Studio International

Published 12/09/2019

AlanJames Burns: ‘I’m embedding the cave with an assumed consciousness that is Mother Earth’

Burns guides us around the cave where his latest installation is taking place and explains that, historically, caves have played a vital role in the simultaneous evolution of consciousness and creativity


Deep underground in Worksop, Nottinghamshire, an artist is at work. At Creswell Crags, a complex of caves, where, 13,000 years ago, painters produced what is now Britain’s only surviving example of Ice Age Rock Art, the Irish artist AlanJames Burns labours in total darkness, putting the finishing touches to his immersive psychoacoustic sound artwork Entirely Hollow Aside from the Dark.


Following a successful Irish tour, Burns and his creative team are installing a new version of the work, a collaboration between the writer Sue Rainsford, the sound editor Ian Dunphy and the psychologist Claire Howlin. Using the cave as a metaphor for Mother Earth struggling against the ravages mankind is inflicting on her, the 30-minute multichannel sound installation aims to highlight the stigma around mental health as well as encouraging environmental sustainability.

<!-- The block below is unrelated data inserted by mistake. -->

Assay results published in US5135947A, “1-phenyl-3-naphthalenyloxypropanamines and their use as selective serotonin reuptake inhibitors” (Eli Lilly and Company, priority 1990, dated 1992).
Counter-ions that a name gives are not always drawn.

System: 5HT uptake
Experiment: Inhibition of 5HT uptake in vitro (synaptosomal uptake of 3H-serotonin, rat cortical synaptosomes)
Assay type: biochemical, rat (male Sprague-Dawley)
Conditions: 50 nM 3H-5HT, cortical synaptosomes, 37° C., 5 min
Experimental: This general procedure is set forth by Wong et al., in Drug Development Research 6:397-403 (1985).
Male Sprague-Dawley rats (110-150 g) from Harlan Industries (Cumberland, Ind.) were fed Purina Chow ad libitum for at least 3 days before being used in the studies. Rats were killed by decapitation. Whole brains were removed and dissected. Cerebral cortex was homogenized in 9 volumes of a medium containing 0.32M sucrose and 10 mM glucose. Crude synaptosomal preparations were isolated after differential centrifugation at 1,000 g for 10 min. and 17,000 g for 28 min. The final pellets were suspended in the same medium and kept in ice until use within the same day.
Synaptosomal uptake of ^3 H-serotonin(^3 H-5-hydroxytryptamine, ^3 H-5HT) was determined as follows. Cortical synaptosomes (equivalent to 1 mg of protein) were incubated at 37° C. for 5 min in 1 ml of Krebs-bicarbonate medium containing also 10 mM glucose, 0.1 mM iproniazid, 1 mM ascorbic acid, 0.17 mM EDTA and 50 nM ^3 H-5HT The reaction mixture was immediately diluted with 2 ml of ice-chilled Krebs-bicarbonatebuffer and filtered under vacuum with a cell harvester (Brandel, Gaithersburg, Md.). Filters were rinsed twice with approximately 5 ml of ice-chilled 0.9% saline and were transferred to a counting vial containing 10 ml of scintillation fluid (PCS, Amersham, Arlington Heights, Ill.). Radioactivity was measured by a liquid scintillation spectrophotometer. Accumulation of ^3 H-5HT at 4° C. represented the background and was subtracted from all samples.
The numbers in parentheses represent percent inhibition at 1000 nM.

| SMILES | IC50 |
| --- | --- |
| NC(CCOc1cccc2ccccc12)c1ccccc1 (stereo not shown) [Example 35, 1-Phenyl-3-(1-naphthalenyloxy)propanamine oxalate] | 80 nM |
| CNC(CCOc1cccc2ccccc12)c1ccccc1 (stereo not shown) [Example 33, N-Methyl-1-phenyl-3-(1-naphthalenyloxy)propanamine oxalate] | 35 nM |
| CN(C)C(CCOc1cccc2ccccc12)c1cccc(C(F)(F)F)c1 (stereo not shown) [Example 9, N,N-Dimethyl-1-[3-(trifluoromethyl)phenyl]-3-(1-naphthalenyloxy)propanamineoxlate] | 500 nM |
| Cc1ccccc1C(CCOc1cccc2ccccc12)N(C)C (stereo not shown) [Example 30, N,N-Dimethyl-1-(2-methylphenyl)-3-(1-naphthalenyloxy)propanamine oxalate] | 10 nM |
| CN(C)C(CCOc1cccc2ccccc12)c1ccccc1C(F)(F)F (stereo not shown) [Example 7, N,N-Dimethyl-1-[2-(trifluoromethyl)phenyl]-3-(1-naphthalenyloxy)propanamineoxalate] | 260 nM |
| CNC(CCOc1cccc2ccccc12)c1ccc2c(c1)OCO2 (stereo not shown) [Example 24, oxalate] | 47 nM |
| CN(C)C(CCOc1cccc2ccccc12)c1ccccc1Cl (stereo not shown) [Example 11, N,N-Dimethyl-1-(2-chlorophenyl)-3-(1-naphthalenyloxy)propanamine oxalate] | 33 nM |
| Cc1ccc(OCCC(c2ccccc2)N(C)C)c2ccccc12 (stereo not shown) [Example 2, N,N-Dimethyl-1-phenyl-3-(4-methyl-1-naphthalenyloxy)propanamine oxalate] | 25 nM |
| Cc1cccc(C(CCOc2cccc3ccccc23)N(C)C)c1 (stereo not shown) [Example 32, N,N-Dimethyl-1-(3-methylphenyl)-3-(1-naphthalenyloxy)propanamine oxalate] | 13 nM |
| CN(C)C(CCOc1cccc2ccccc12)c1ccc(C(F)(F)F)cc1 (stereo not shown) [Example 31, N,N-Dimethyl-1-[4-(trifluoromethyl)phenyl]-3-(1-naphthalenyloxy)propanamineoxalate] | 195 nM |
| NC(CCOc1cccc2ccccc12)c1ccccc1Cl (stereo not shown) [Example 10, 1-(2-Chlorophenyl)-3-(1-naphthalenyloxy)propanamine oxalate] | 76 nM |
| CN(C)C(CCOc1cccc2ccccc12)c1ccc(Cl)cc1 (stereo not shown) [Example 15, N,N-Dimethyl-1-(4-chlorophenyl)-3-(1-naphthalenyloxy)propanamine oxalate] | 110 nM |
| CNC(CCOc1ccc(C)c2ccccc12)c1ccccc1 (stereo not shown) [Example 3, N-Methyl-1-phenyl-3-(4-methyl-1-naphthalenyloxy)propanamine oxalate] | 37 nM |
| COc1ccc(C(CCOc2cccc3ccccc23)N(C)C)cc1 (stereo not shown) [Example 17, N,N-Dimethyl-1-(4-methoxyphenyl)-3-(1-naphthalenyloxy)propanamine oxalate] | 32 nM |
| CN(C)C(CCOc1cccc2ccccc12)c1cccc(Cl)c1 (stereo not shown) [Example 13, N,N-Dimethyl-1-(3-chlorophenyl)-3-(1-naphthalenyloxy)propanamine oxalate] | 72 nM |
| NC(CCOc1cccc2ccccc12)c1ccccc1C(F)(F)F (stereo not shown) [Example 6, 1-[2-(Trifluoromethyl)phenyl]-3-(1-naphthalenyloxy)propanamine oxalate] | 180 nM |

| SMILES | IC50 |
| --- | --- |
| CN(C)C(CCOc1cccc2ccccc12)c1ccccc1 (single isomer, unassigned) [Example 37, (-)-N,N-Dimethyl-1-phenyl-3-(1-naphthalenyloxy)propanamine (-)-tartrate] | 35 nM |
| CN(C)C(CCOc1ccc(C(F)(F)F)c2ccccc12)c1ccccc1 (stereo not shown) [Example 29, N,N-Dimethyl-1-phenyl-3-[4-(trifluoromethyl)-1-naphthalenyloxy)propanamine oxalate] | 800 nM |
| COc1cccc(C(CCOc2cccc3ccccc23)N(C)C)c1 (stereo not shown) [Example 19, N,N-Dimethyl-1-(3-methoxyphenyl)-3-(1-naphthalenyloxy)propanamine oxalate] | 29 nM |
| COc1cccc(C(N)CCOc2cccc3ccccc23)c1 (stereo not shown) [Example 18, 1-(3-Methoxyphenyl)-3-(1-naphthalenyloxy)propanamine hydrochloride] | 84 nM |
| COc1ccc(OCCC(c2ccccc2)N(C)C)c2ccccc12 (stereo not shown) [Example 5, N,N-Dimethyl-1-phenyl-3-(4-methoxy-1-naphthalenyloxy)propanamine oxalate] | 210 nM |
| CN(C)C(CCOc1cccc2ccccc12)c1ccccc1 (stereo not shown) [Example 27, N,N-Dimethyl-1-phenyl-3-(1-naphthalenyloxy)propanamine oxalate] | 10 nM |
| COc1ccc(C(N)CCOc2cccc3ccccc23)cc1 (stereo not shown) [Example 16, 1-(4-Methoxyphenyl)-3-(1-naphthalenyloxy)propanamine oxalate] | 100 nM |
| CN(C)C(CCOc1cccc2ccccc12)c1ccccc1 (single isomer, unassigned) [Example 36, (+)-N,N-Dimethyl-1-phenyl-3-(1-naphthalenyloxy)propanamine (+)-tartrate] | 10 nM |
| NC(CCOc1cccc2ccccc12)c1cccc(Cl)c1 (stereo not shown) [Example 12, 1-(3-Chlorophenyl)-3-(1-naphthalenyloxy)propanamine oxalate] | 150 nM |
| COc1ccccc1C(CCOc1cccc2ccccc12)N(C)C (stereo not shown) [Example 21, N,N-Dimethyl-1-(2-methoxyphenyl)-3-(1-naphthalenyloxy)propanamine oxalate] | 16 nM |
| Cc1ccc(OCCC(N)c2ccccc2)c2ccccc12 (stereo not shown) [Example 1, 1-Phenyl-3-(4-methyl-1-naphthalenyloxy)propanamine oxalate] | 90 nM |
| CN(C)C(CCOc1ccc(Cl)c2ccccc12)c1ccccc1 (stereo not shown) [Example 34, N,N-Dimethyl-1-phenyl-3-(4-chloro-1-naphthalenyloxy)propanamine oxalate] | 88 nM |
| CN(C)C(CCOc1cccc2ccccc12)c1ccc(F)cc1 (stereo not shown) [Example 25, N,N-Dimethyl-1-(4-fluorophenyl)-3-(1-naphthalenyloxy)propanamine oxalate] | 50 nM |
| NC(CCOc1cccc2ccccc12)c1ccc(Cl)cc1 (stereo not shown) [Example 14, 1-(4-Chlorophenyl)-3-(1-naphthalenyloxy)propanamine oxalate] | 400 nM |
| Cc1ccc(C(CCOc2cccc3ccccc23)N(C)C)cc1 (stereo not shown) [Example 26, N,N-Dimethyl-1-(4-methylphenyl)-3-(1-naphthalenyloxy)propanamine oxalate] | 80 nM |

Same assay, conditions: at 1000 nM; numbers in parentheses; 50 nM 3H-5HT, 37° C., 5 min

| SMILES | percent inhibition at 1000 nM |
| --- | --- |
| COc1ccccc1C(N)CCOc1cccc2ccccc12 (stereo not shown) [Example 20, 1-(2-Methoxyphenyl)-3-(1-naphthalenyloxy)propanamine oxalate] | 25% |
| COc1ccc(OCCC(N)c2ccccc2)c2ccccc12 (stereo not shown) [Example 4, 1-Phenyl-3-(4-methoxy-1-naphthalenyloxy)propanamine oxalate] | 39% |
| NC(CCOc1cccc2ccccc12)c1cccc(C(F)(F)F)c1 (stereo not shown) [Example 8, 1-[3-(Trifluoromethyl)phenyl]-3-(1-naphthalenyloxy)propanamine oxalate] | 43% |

Burns shows Studio International around the cave, where 25 speakers are hidden in nooks and crannies in order to “bring the cave to life, to make it breath and talk”. It is, he says, “a very sensory experience” for the audience, and the history of Creswell Crags with its Ice Age art, along with a collection of witches’ marks, believed to be from the 17th and 18th centuries, have helped to shape his work. Caves, says Burns, have always played a vital role in the simultaneous evolution of consciousness and creativity.
Entirely Hollow Aside from the Dark
Creswell Crags Cave, Worksop, Nottinghamshire
3 – 7 September 2019